Chances are you’ve never heard of the iPhone app One Force Tracker, one of the coolest apps never to appear on the App Store. The iPhone app,
created by defense contractor Raytheon for the U.S. military late last year, helps soldiers keep tabs with each other via GPS during missions and identifies
known sniper sites and fallback positions on a map.
Raytheon has hired Mike Bostic, a retired assistant chief of the Los Angeles Police Department (LAPD), to bring the app to the home front. Perhaps
soon, SWAT teams will be using a version of the app on the mean streets of southern California.
“The public safety market and the military market are actually needing the same capabilities,” says Bostic, director of west coast operations for civil
communications at Raytheon.
Not merely for Foursquare fun
and games, location-based apps are beginning to tackle real emergencies. For instance, earlier this summer, patrol boats with the Emergency
Management Division of Santa Rosa County Florida began using TimeTrack Gold, an app developed by Xora, running on the Sprint wireless network that helps boat
operators record and transmit oil spill locations via GPS.
Nevertheless, iPhones and mobile apps are a pretty big step for the public sector, which is often considered a laggard in technology adoption. What
about the fancy tech gear in futuristic cop movies like Minority Report? Nope, says Bostic.
During his three-decade police career, Bostic wore many hats at the LAPD, including overseeing some IT functions and communications. “In police
work, we’re probably 20 years behind in technological capability,” he says. “We’re using the same handheld radio that costs many thousands of dollars
but has a thousand times less capability than the cell phone that I have on my hip.”
SWAT Team Tool
With One Force Tracker, though, SWAT teams will be able to storm buildings without running into each other, he says. Bostic envisions a leader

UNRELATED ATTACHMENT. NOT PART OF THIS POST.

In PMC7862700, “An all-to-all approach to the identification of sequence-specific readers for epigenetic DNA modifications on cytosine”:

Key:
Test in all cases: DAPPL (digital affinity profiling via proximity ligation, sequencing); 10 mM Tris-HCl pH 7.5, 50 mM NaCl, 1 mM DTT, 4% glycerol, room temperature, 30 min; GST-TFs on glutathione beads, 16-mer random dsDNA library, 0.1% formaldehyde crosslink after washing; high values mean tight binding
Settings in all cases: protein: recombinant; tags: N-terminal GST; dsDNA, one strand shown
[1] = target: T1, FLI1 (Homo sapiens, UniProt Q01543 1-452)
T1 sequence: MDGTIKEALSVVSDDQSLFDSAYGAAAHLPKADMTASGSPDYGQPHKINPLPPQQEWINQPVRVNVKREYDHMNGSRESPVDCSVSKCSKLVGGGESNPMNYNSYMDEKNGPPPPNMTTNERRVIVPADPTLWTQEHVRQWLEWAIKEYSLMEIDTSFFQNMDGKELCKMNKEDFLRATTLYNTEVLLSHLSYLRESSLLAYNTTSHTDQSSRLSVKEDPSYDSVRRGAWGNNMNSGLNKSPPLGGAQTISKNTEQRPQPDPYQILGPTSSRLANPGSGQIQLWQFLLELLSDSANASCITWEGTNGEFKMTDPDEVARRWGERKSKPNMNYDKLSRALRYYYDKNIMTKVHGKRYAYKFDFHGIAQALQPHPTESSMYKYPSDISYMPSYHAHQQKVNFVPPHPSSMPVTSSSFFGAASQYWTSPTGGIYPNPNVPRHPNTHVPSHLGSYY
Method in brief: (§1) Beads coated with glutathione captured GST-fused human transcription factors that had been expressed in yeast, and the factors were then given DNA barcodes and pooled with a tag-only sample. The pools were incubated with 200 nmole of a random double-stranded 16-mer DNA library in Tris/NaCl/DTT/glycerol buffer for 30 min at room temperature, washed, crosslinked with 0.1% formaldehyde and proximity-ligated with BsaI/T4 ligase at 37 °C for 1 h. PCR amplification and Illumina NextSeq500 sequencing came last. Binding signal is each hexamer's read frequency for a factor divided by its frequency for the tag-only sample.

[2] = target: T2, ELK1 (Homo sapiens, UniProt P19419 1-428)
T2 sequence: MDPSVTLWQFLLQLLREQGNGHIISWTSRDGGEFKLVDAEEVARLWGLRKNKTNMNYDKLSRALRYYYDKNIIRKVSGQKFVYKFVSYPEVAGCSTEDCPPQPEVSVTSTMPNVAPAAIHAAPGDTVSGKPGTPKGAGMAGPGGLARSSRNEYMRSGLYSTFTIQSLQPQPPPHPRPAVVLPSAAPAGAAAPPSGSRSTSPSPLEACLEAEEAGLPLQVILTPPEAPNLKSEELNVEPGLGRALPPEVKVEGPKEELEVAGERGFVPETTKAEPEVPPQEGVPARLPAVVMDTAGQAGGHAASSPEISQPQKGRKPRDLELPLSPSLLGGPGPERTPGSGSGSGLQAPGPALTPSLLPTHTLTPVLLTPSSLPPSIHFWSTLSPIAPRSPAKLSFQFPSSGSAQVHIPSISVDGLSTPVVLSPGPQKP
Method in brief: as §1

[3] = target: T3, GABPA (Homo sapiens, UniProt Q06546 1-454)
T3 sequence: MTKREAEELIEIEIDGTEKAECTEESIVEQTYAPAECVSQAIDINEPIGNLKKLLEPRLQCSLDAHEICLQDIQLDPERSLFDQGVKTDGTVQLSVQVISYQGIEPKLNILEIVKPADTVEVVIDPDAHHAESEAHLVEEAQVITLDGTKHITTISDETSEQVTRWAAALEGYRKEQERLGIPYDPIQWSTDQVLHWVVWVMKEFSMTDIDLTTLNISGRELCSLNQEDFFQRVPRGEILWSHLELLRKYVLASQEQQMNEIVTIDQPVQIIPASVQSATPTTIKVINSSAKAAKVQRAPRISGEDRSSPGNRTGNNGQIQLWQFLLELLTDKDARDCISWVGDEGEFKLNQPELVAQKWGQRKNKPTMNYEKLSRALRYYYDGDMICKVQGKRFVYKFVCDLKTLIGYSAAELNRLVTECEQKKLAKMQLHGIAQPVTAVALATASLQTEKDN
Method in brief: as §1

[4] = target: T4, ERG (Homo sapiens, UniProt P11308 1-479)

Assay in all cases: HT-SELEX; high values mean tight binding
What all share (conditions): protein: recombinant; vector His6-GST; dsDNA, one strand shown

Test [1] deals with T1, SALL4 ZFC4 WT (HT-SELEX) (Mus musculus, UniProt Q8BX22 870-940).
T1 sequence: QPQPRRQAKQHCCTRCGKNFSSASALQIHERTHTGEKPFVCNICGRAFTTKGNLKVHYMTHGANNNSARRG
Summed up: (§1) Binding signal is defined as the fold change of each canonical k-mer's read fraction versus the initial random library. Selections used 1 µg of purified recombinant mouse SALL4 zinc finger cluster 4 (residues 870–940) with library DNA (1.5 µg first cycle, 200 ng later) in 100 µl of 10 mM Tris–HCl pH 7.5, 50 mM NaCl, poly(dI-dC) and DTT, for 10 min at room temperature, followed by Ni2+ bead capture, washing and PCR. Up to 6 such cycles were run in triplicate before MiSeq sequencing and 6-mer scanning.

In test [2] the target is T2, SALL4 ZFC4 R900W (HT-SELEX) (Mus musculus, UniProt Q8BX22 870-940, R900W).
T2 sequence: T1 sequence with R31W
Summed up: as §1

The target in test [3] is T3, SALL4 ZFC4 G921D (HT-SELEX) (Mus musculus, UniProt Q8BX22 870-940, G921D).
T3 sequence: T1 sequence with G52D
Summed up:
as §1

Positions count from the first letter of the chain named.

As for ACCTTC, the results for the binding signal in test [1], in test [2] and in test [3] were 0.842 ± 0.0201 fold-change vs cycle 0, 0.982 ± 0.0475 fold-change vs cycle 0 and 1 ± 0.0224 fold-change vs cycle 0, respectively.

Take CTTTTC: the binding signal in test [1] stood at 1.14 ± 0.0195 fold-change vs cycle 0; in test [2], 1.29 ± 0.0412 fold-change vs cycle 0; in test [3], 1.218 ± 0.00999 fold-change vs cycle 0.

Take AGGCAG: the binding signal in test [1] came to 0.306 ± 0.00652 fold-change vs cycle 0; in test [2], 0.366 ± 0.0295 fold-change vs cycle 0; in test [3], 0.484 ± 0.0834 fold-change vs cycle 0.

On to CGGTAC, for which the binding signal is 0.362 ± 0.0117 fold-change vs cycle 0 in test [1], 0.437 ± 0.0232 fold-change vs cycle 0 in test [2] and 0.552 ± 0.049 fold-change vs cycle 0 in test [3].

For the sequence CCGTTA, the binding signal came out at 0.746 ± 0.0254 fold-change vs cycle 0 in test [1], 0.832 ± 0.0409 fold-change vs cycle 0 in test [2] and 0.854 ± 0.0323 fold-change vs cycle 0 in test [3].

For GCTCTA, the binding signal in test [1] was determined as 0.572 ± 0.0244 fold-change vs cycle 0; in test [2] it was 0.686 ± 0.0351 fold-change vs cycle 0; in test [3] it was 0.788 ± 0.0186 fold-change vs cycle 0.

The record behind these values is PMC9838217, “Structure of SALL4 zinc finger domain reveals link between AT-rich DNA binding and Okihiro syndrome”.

watching up to 20 officers moving on a grid in real time and then directing them where to go via texting or voice.
On a stakeout or surveillance operation, One Force Tracker would be ideal, Bostic says. Imagine undercover officers milling around with an iPhone
or Droid (One Force Tracker also has a Droid version) and earbuds, while secretly communicating with each other and knowing the locations of other
officers. “Everyone has an iPhone so you don’t stick out,” Bostic says.
Some hurdles remain before the iPhone helps collar criminals. For starters, Ratheon needs to tune One Force Tracker for law enforcement and
develop a commercial server system. Then there’s the issue of AT&T coverage and reliability — “I know the skepticism of firemen and police,”
Bostic says, “they don’t like the drop-off of digital.”
Nevertheless, Bostic says, “cops are chomping at the bit” to get One Force Tracker after he showed it to some of his friends. “A couple of [police]
departments have already bought iPhones and are waiting for us,” he says. “We’re hoping to get some test units out to some agencies in the next few
Tom Kaneshige has been covering business and technology in Silicon Valley for two decades. As senior online writer at CIO.com, Tom covers Silicon Valley culture, BYOD and consumer tech in the enterprise.